Revenue Recognition

Date recorded:

Wholly executory revenue contracts

The objective of the Board's discussion was to debate how the allocated customer consideration approach would be applied to wholly executory (or wholly unperformed) revenue contracts. First, the Board debated whether assets and liabilities arise in an executory contract and after confirming its earlier decision that rights and obligations do arise (and therefore assets and liabilities) consistent with its earlier decisions, the alternatives identified by the Staff were discussed. The alternatives were discussed in the context of assets and liabilities that are fungible and those that are unique.

Alternative 1 - For fungible assets, the assets and liabilities arising for each counterparty would be set-off on the basis that 'net settlement' could be achieved. For non-fungible (unique) assets and liabilities, set-off would not be permitted.

Alternative 2 was sub-divided into two components:

  • Alternative 2 - No assets or liabilities arise therefore the distinction between fungible and non-fungible is irrelevant.
  • Alternative 2 'Prime' - If the contract requires a unique performance (i.e. non-fungible) only a combined asset or liability arises. It was not clear what the treatment of fungible items would be under this alternative.

The Board expressed general agreement with the analysis performed by the Staff. Some Board members reiterated their view that for an executory contract, if a court can force the parties to perform, each party to the contract has either an asset or a liability arising from a right or an obligation to receive / deliver. The Board discussed briefly whether the right / obligation should have the same value as the item that is the subject of the contract (put differently, does the right to receive a motor vehicle have the same value as the motor vehicle itself?) but deferred that issue to a subsequent meeting when the Board discusses measurement. It was pointed out that in some jurisdictions within continental Europe (for example) the functioning of the law regarding the various rights and obligations that arise from a contract and those laws that apply to the actual performance have resulted in constituents approaching and thinking about the economics of such transactions differently.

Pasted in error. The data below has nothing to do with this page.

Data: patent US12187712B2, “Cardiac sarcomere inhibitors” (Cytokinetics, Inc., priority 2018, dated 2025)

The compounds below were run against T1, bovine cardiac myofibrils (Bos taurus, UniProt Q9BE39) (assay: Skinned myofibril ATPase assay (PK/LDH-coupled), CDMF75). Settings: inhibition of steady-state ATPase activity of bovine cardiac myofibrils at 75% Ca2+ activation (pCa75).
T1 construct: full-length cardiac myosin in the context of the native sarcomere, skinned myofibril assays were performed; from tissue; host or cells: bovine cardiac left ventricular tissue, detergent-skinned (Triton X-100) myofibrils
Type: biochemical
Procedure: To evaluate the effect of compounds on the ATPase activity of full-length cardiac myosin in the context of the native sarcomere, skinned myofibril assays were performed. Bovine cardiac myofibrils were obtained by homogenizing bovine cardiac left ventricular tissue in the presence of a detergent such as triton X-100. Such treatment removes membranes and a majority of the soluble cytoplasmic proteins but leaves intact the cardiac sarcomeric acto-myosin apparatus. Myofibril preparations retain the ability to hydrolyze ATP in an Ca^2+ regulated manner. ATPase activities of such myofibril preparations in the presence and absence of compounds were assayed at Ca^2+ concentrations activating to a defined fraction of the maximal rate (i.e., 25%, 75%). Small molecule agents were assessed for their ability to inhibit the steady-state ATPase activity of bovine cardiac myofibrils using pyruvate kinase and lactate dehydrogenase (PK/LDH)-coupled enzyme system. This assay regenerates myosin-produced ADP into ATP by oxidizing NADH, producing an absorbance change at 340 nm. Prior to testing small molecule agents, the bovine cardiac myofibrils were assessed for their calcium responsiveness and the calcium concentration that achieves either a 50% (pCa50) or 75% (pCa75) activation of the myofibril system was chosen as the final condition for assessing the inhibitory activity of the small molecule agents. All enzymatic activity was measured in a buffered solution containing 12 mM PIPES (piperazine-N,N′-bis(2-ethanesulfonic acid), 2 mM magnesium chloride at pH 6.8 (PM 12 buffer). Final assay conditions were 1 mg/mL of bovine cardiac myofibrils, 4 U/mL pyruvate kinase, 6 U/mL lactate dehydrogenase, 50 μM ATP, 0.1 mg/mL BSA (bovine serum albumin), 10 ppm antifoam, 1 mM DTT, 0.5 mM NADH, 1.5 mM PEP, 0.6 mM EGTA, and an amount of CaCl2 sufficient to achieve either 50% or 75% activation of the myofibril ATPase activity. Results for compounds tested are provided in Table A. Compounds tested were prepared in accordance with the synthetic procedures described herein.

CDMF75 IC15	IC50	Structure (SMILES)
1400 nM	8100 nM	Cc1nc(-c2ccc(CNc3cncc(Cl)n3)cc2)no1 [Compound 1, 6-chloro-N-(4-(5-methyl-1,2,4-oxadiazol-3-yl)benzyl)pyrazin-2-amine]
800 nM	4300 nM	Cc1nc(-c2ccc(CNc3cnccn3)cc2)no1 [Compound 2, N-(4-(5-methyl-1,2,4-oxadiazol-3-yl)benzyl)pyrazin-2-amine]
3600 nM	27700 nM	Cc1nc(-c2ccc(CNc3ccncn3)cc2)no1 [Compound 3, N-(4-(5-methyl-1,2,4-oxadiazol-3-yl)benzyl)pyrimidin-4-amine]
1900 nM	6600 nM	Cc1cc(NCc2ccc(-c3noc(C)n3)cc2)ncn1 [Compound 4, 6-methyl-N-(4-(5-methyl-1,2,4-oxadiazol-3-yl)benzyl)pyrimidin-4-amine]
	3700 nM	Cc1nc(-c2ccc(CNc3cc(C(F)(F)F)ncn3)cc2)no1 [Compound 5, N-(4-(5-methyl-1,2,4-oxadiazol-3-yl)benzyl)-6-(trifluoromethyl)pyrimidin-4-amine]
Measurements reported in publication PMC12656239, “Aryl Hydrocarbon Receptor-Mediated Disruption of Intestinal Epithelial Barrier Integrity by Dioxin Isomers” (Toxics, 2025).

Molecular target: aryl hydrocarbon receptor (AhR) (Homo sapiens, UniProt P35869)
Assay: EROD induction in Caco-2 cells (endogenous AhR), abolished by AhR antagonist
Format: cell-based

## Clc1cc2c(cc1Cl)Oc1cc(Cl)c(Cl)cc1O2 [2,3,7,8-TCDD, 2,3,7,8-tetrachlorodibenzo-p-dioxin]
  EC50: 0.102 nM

The Board decided, consistent with its earlier decisions, that only Alternatives 1 and 2 'Prime' should be explored further.

Accounting for performance

The Board considered a paper presenting two revenue recognition methods: the extinguishment-based method (EBM) and the performance-based method (PBM). The paper went on to (a) compare and contrast those two methods and (b) evaluate each method against the conceptual criteria in FASB Concepts Statement No. 2 and the IASB Framework.

The PBM is a proportionate-performance-type method, and the EBM is a hybrid of a proportionate-performance-type and a sales-type method. Under the sales-type method, recognition is delayed until performance is complete or substantially complete. The Board indicated a preference for the performance-based method but asked the Staff to work through an example that considers the manufacture over a two year period of an item such as a yacht that separately illustrates the effect of milestone payments, a non-refundable deposit and a scenario where the contract requires no payments until delivery.

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